So much for dog-eared pages and watermarks. Microsoft Corp. Tuesday teamed
with Simon & Schuster and Barnes & Noble.com to test the offering of
electronic books on pocket PCs.
In its latest play in e-books since opening an electronic book superstore
with Barnes & Noble.com
last January, Microsoft
has arranged for 15 Star Trek titles, based on the television
series, to be downloaded from Barnes & Noble.com for users of the Microsoft
Reader application on the pocket PC.
Simon & Schuster has provided the
titles, which will be offered for a limited time. The renowned publishing
firm successfully tested the eBook waters when it published Stephen King’s
story, “Riding the Bullet,” in electronic form. The company’s new venture
into e-publishing represents the first set of eBook titles outside the
public domain to be made available for Microsoft Reader on the pocket PC,
which rolled out in April.
Owners of pocket PC devices from Hewlett-Packard
and Casio Computer
Co. Ltd. can download the eBooks here.
According to Dick Brass, vice president of technology development at
Microsoft, the titles will give book lovers a taste of how reading will be
enjoyed in the 21st century.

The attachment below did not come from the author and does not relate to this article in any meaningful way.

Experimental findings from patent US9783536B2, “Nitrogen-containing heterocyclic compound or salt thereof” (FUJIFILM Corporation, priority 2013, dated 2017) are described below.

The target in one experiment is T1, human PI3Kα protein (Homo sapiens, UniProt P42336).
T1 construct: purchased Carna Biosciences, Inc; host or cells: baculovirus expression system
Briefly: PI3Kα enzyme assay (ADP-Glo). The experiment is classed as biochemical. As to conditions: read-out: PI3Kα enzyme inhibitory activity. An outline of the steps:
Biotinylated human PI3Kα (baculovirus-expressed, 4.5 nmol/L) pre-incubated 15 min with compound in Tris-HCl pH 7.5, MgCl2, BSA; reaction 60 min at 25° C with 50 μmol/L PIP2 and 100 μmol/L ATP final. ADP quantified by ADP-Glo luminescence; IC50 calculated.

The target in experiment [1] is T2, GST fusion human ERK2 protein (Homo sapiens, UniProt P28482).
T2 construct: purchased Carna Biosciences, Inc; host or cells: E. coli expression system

Microsoft launched its Reader program last August. The tool incorporates
Microsoft’s ClearType technology, which makes it
easier to view small text.
Carrie Johnson, an analyst with Forrester Research, said that Microsoft’s idea to put e-books on pocket PCs is a good one, and is also a sign that the software giant is quite ahead of its time.
“By using Star Trek titles, Microsoft has shown that it clearly understands its market,” Johnson said. “Someone who uses the pocket PC might be more likely to read horror or science fiction, so the choice of Star Trek and Stephen King’s book is a good one.”
Johnson also said that getting consumers to purchase pocket PCs and to use e-books is a tough value proposition right now, but one that will gather speed in the next five to 10 years.
For Simon & Schuster, the move represents an attempt to further its new
“This offering in partnership with Microsoft reflects Simon & Schuster’s
strong commitment to advancing the state of the art in publishing,” said
Jack Romanos, president and chief operations officer, Simon & Schuster.
Tuesday also marked Time Warner’s foray into e-publishing as the media giant
said it would launch iPublish.com, an
online community that will unite readers, authors, and editors, next year.
The firm said certain AOL brands will become iPublish.com distribution
partners and Microsoft would enter into promotional agreements for the